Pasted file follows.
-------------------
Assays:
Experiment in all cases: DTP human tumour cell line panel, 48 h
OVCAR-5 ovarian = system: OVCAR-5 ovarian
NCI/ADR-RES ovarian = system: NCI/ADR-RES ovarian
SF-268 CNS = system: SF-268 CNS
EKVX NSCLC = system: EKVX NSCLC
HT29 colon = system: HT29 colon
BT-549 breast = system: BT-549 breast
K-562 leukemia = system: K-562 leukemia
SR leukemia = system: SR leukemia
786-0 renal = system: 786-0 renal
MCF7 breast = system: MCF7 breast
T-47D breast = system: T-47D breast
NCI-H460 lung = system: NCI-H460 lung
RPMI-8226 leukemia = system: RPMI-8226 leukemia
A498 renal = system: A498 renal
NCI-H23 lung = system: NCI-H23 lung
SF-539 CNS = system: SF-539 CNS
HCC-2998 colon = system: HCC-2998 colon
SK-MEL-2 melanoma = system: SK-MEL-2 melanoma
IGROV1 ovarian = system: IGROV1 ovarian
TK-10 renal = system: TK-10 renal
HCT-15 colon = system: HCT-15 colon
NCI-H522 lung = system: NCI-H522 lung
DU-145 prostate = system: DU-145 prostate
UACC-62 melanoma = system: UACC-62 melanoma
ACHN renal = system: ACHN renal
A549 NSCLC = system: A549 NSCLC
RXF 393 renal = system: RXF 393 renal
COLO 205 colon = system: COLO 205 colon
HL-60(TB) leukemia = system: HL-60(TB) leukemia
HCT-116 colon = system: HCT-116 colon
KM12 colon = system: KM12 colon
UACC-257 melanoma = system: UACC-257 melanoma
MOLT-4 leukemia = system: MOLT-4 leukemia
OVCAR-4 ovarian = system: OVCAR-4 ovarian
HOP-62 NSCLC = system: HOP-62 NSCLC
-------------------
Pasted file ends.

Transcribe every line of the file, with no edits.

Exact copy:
Assays:
Experiment in all cases: DTP human tumour cell line panel, 48 h
OVCAR-5 ovarian = system: OVCAR-5 ovarian
NCI/ADR-RES ovarian = system: NCI/ADR-RES ovarian
SF-268 CNS = system: SF-268 CNS
EKVX NSCLC = system: EKVX NSCLC
HT29 colon = system: HT29 colon
BT-549 breast = system: BT-549 breast
K-562 leukemia = system: K-562 leukemia
SR leukemia = system: SR leukemia
786-0 renal = system: 786-0 renal
MCF7 breast = system: MCF7 breast
T-47D breast = system: T-47D breast
NCI-H460 lung = system: NCI-H460 lung
RPMI-8226 leukemia = system: RPMI-8226 leukemia
A498 renal = system: A498 renal
NCI-H23 lung = system: NCI-H23 lung
SF-539 CNS = system: SF-539 CNS
HCC-2998 colon = system: HCC-2998 colon
SK-MEL-2 melanoma = system: SK-MEL-2 melanoma
IGROV1 ovarian = system: IGROV1 ovarian
TK-10 renal = system: TK-10 renal
HCT-15 colon = system: HCT-15 colon
NCI-H522 lung = system: NCI-H522 lung
DU-145 prostate = system: DU-145 prostate
UACC-62 melanoma = system: UACC-62 melanoma
ACHN renal = system: ACHN renal
A549 NSCLC = system: A549 NSCLC
RXF 393 renal = system: RXF 393 renal
COLO 205 colon = system: COLO 205 colon
HL-60(TB) leukemia = system: HL-60(TB) leukemia
HCT-116 colon = system: HCT-116 colon
KM12 colon = system: KM12 colon
UACC-257 melanoma = system: UACC-257 melanoma
MOLT-4 leukemia = system: MOLT-4 leukemia
OVCAR-4 ovarian = system: OVCAR-4 ovarian
HOP-62 NSCLC = system: HOP-62 NSCLC